Brazil adopts new digital TV standard

September 27, 2005

A Yorkshire research centre has won a prestigious contract as specialist consultants on a multi-billion dollar project to roll out interactive digital television across Brazil.

The work will see Yorkshire technology becoming part of a new world standard in digital television. It could open the door to the Latin American markets for Yorkshire companies working in wireless technology, providing a major boost to the region's digital economy.

The team at the newly created Wireless Technologies Centre of Industrial Collaboration (CIC) will bring their expertise in digital TV broadcasting and satellite communications to the project, ensuring that viewers in the remotest areas of the country can benefit from interactive television as much as those in the big cities of Rio de Janeiro or Sao Paolo.

Professor Garik Markarian is leading the research group working on the project. Director of the Institute of Integrated Information Systems at the University of Leeds and an internationally renowned expert in communications technology, he was one of the original team, which created the European standard for digital television.

"Any country looking to bring in digital television can choose from the two standards which already exist, the US and European," explains Professor Markarian. "But rather than choose one standard over another, the Brazilian government has decided to take the best of both and include recent technological advances to create a completely new standard of their own."

Professor Markarian believes the contract is not only a great coup for the new centre, but is also good news for UK - and particularly Yorkshire - businesses:

"Our involvement in the project means some of the latest innovations which we've developed are likely to be incorporated into the new standard. We're already working with UK industrial partners on creating the products to deliver these technologies, such as specialist components for televisions, transmission towers or set-top boxes. If the technology forms part of the new Brazilian standard, it will open a huge market for these products, which is a great opportunity for UK and Yorkshire companies working in this field."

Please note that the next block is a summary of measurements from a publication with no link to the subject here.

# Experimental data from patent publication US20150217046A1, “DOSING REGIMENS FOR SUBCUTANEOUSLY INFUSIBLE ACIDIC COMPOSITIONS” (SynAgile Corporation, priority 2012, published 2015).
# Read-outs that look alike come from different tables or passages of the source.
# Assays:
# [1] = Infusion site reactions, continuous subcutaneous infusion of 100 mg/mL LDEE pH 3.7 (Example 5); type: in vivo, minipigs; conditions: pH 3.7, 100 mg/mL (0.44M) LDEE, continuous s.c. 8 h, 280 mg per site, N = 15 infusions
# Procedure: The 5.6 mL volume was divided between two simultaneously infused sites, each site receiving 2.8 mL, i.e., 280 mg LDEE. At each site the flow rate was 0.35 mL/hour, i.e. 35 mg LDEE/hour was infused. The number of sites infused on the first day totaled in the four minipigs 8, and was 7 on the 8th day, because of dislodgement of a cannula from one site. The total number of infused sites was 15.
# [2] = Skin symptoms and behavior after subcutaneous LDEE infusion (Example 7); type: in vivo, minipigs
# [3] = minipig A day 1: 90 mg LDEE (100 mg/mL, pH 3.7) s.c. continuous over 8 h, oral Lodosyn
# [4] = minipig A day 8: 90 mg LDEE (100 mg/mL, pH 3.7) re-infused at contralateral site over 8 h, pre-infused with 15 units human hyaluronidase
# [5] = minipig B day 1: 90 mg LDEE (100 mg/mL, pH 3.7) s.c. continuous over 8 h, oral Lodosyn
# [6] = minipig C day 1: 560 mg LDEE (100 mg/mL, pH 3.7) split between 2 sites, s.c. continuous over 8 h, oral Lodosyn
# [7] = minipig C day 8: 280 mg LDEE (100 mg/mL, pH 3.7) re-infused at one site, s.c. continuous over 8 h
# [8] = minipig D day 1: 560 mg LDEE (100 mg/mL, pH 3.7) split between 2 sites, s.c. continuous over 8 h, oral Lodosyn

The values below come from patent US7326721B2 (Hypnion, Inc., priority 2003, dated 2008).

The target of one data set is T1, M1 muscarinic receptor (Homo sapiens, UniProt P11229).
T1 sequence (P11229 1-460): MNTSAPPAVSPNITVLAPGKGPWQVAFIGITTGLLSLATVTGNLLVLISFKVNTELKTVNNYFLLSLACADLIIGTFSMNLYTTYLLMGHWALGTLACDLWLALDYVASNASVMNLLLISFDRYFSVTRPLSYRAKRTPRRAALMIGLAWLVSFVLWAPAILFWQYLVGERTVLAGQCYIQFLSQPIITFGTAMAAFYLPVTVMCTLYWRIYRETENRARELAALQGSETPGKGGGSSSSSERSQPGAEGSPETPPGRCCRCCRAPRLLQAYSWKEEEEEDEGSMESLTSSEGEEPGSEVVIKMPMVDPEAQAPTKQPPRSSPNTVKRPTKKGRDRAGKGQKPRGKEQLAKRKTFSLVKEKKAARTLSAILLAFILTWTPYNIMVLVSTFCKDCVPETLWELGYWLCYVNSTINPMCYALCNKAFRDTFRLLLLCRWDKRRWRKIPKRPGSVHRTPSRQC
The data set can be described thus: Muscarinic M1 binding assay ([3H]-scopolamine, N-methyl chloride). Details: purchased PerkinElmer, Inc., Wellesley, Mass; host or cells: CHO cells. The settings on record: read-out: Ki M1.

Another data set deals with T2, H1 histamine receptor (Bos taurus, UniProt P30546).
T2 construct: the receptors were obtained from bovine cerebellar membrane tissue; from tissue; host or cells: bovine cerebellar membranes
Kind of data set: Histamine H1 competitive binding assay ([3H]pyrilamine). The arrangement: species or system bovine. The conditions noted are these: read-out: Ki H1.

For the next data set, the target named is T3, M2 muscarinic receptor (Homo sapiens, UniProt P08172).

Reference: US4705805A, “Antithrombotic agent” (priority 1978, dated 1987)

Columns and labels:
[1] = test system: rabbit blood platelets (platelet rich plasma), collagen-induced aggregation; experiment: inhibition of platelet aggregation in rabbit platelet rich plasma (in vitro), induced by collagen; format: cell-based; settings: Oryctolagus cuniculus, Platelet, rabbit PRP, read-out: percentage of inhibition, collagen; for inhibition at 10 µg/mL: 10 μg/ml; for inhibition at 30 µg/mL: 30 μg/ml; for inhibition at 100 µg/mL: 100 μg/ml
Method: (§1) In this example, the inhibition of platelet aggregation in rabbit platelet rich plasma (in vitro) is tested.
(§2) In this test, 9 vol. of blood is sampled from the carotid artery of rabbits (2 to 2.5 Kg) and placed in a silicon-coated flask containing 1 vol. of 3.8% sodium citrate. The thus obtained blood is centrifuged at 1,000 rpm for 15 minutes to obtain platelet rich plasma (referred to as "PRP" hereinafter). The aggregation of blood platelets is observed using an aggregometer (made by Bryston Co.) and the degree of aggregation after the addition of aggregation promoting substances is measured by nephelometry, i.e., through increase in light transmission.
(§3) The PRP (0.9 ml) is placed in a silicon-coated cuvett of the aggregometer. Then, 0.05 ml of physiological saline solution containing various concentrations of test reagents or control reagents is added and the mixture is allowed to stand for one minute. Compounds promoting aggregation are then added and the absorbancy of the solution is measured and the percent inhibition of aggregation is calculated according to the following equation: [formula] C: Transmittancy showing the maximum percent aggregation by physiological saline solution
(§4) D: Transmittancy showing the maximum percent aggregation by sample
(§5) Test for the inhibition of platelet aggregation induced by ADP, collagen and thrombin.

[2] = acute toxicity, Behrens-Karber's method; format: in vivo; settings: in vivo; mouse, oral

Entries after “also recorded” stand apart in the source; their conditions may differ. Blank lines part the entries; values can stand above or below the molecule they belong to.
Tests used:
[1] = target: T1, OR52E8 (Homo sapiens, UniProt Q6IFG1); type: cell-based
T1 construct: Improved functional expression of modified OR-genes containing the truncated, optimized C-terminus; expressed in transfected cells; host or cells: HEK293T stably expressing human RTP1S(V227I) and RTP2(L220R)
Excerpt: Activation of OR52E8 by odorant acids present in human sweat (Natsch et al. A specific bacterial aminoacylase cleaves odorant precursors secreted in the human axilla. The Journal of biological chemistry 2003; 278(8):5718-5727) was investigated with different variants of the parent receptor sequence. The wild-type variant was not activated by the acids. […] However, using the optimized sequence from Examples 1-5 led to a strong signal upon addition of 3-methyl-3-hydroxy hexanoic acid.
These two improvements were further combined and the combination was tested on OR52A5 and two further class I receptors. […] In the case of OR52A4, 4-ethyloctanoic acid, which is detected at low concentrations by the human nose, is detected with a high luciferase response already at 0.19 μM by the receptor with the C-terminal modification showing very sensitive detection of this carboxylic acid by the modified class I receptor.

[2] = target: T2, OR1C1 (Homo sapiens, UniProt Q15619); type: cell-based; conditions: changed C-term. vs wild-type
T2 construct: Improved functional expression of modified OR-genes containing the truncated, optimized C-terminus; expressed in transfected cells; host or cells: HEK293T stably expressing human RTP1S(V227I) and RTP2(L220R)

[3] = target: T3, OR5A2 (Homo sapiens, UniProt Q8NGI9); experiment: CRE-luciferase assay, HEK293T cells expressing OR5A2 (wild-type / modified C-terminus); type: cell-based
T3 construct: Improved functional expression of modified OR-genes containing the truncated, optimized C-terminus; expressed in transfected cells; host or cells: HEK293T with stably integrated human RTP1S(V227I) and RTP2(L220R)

Brazil is bringing together experts from 20 of their own universities and major IT companies from the US and Europe to work on the project. Just two independent research teams will act as consultants to the project, one from the US and, from Europe, the Yorkshire-based Wireless Technologies CIC.

Brazil is the first country in Latin America to make the move to digital television and other countries in the region may follow suit and adopt the new standard, making the potential market even bigger.

Yorkshire Forward's Senior Development Manager for Science and Innovation Ceri Williams said: "This is fantastic news and is a perfect example of what the Centres of Industrial Collaboration were set up to achieve: bringing inward investment to the region, promoting Yorkshire as a force for technology and innovation, and giving regional companies an economic advantage through the specialist knowledge the centres can offer."